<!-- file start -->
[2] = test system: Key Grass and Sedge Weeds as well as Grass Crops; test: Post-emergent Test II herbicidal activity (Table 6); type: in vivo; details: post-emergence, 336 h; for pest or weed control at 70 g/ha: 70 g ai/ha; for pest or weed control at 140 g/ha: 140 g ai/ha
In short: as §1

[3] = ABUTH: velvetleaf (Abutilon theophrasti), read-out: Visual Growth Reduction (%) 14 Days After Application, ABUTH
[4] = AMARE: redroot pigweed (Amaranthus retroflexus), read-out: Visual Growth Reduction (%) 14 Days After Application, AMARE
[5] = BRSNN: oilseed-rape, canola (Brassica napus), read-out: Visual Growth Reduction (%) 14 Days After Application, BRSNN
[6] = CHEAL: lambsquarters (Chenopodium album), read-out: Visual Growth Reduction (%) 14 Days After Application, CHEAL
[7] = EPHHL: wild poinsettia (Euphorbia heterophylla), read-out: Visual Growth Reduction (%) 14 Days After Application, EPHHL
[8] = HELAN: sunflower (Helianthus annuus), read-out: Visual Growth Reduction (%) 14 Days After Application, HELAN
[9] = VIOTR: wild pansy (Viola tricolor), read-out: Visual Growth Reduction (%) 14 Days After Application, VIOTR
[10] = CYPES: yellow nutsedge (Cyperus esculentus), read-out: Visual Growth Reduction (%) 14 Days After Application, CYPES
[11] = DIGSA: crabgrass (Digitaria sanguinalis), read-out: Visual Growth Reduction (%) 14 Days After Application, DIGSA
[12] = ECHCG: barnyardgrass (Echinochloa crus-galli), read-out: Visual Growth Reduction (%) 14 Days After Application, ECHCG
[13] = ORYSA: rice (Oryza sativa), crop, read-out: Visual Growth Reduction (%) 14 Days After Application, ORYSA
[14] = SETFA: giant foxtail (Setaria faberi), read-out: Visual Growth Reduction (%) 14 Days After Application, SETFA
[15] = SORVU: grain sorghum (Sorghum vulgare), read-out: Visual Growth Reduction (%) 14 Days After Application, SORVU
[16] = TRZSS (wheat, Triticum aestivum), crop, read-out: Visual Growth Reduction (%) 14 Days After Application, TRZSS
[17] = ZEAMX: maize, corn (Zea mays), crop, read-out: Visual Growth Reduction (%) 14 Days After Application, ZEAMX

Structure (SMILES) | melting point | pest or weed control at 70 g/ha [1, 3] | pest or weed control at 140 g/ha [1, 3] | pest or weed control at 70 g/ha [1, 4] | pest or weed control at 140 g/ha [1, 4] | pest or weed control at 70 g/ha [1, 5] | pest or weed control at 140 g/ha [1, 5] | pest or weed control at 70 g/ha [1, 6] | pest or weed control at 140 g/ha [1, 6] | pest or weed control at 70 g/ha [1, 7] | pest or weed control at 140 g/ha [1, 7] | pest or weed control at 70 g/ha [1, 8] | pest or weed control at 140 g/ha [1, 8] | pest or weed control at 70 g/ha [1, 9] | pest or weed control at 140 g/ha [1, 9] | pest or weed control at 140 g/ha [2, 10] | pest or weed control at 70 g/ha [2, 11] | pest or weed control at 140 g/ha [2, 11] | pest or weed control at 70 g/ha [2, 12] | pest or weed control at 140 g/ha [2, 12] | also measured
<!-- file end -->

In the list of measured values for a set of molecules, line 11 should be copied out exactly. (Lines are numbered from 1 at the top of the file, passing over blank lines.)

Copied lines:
[11] = DIGSA: crabgrass (Digitaria sanguinalis), read-out: Visual Growth Reduction (%) 14 Days After Application, DIGSA